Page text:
Social Media
We use Facebook and Twitter as our main forms of communication (as well as
Sundays for the church itself), posting what people are doing, how they are
getting on, photos of what they are doing etc. All this generates interest and
awareness on other people’s Facebook pages and Twitter feeds. Throughout
the Challenge we continually post as  it raises awareness and keeps people
interested and inspired.

The two months is amazing, we ask people to send in stories and we choose
appropriate ones we think the local newspaper will be interested in, e.g. we
had a 3 year old boy doing paintings (canvas and paints) and selling them to
family, friends and neighbours (go back buy more and repeat) and at the
opposite end of the scale we had a couple in their 80’s who invited all their
neighbours for a coffee morning (spent their 2 x £10 notes on coffee, tea, milk
and biscuits, and used the proceeds from that to offer their neighbours a
Sunday lunch by donation, coming back with over £250 between them. This
also raises awareness and keeps people interested and inspired.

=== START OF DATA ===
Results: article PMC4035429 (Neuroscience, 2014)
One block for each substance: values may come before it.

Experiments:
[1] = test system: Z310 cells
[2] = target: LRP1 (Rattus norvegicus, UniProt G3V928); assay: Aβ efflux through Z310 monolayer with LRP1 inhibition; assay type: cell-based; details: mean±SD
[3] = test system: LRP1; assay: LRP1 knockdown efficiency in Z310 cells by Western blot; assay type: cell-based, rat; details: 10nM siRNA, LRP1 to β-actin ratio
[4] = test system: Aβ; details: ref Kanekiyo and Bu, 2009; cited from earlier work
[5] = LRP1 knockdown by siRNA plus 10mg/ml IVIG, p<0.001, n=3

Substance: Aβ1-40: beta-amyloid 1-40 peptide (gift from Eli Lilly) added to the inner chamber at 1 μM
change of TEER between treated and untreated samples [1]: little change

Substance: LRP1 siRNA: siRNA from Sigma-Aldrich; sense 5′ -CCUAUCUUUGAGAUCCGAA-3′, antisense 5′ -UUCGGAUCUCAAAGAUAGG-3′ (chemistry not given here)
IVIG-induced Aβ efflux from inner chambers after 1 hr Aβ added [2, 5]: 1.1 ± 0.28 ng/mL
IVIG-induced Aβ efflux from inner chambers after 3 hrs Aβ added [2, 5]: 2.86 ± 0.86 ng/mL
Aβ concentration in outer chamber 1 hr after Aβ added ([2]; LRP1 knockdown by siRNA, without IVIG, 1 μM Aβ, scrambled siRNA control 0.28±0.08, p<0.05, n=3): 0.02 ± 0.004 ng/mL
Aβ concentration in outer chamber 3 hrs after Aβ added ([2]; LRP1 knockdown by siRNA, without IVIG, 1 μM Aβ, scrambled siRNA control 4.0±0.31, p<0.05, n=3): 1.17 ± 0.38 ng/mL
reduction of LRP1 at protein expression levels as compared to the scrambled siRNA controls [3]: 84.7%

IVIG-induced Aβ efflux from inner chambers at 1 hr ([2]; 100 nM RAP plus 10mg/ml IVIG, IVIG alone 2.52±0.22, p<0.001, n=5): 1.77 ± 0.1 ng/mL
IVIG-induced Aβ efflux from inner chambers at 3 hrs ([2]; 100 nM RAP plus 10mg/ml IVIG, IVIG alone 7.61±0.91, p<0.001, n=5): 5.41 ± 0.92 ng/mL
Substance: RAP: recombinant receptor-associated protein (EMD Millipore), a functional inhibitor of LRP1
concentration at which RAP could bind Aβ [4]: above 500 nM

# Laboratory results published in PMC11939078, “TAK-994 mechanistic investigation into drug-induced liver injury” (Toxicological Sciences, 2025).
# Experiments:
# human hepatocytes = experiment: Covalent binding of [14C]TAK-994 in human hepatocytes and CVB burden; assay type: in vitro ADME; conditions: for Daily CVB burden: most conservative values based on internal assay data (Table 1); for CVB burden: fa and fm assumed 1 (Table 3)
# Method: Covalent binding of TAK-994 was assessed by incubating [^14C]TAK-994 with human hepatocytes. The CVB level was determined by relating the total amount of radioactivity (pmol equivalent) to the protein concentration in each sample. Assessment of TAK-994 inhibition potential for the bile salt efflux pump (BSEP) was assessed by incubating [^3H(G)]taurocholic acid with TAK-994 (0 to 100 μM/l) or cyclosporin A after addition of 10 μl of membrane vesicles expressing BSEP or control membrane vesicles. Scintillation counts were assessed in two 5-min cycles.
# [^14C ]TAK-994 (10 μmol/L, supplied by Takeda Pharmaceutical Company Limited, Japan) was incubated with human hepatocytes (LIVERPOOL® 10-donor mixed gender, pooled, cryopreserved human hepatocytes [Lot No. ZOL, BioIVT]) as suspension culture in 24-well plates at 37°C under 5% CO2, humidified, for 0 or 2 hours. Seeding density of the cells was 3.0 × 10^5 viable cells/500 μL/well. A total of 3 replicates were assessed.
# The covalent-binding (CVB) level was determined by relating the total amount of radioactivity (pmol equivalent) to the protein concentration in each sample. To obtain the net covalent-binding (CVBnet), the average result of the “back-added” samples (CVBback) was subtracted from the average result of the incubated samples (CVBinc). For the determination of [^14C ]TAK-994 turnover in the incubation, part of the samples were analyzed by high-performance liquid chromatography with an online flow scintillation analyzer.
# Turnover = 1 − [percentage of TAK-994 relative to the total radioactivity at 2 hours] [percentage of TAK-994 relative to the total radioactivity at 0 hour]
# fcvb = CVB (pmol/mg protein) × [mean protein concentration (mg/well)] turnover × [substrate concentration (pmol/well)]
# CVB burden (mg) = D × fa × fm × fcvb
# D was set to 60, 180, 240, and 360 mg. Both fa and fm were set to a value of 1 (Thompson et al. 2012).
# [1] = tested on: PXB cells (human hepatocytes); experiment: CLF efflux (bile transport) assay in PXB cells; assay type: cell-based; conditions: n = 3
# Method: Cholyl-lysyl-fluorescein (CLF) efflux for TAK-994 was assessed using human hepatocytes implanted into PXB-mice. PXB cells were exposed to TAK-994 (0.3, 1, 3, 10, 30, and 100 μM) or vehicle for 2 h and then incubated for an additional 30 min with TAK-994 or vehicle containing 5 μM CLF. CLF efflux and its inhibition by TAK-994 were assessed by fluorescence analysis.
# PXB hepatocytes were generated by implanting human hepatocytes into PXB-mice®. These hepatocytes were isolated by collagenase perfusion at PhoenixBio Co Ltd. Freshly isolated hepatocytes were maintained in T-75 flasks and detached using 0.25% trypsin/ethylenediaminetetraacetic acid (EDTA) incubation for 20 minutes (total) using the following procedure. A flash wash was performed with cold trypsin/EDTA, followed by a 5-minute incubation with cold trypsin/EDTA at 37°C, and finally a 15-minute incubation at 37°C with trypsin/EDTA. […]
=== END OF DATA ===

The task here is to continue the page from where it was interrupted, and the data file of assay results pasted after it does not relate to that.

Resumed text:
Conclusion Date
In 2016 it all ends on Sunday 27th November.
We invite everyone to bring their money along with them. We ask them
beforehand to put money in an envelope (a minimum amount of change if
possible, but ideally in the form of a cheque), write on the outside of the
envelope the amount inside and place it in a box at the beginning of the
meeting. This box is removed by our treasury team to be counted during the
meeting. By the end of the meeting they have collated the amount brought in
and a total is given to the leader of the meeting and the computer operator.
We invite all 10 recipients to stand while the drums roll and the amount is
revealed on the screen. We have absolutely no idea how much will be
collected. In year 1 the screen revealed the figure of £10,255.57. It was
emotional for everyone, especially those small projects which instantly knew
that much funding could keep them going for up to a year. Each walked away
that day with a cheque for over £1,000.
After the morning meeting we invite everyone who took part to a free buffet
along with the representatives of the charities/projects etc to give them all a
chance to network and talk through what they did. It’s a great chance for the
charities to thank people.
Final thought
In year 1 we initially gave out £10 notes amounting to approx £1,000; this
generated £10,255.57 which we then gave away to 10 local Charities, Local
Projects and Good Causes. In year 2 we initially gave out nearly £1,600 and
eventually gave away £15,584.61. In year 3 we initially gave out £1,400 and
eventually gave away £18,011.75. The church keeps nothing.

Would you be involved in 2016? We believe the ongoing success
of this initiative is simple … get more people involved …